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Properties of glass fibre cement — the effect of fibre length and content

Abstract

The properties of glass fibre reinforced cement composites (grc) containing alkali-resistant fibres of lengths 10 to 40 mm and volume fractions 2 to 8% have been studied. At 28 days the optimum properties of the composite were achieved with 6 vol % fibre addition. These were 4 to 5 times the bending strength, 3 to 4 times the tensile strength and 15 to 20 times the impact strength of the unreinforced cement paste. Further increase in the fibre content increases the porosity of the composite resulting in the lowering of bending and tensile strengths. The stress and strain of the composite at matrix cracking increased with increasing fibre contents. No significant improvements in the modulus of the composite were observed over the range of fibre additions investigated. The trends in the properties of grc as affected by the variations in volume fraction and length of the fibre, and environmental conditions of curing of the composites, are qualitatively related to the degree of cement hydration, changes in porosity of the composites and fibre/matrix interfacial effects. The properties of grc change with time, (strengths tend to decrease) and long term studies are in progress.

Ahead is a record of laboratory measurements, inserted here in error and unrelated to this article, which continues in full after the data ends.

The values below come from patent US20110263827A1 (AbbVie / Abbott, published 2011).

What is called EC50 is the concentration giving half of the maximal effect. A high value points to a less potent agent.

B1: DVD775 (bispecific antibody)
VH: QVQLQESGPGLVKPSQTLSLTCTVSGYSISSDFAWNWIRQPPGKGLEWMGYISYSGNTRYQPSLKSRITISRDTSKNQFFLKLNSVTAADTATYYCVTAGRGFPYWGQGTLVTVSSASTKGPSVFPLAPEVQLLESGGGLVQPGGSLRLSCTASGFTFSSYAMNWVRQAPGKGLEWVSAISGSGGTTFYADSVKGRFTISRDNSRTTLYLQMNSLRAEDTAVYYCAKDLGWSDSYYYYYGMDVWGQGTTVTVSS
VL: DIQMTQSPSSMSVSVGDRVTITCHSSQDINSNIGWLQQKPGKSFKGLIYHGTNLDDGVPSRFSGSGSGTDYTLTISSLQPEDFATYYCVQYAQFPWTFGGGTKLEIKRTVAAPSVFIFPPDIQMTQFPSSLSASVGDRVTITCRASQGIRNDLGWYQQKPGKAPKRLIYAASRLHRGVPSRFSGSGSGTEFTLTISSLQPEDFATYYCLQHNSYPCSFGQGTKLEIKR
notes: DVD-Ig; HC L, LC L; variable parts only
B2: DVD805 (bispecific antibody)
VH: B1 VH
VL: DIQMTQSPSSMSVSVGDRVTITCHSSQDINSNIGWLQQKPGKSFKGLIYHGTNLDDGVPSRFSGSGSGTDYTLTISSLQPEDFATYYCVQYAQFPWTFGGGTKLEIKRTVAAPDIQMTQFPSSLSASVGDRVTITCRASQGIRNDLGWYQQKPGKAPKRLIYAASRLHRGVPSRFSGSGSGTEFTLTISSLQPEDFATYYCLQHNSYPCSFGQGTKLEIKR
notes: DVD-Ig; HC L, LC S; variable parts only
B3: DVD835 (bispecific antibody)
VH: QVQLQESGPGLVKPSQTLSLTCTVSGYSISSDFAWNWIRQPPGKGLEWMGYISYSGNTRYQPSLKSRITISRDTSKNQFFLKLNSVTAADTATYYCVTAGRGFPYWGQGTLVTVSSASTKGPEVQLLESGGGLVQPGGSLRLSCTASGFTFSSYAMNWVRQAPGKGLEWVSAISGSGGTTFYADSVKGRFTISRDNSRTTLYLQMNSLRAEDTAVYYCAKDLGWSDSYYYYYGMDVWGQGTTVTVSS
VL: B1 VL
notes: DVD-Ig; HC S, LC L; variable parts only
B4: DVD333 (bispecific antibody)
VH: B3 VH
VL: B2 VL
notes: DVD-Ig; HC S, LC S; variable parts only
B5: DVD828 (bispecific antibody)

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Ali, M.A., Majumdar, A.J. & Singh, B. Properties of glass fibre cement — the effect of fibre length and content. J Mater Sci 10, 1732–1740 (1975). https://doi.org/10.1007/BF00554935

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Keywords

  • Porosity
  • Hydration
  • Tensile Strength
  • Glass Fibre
  • Impact Strength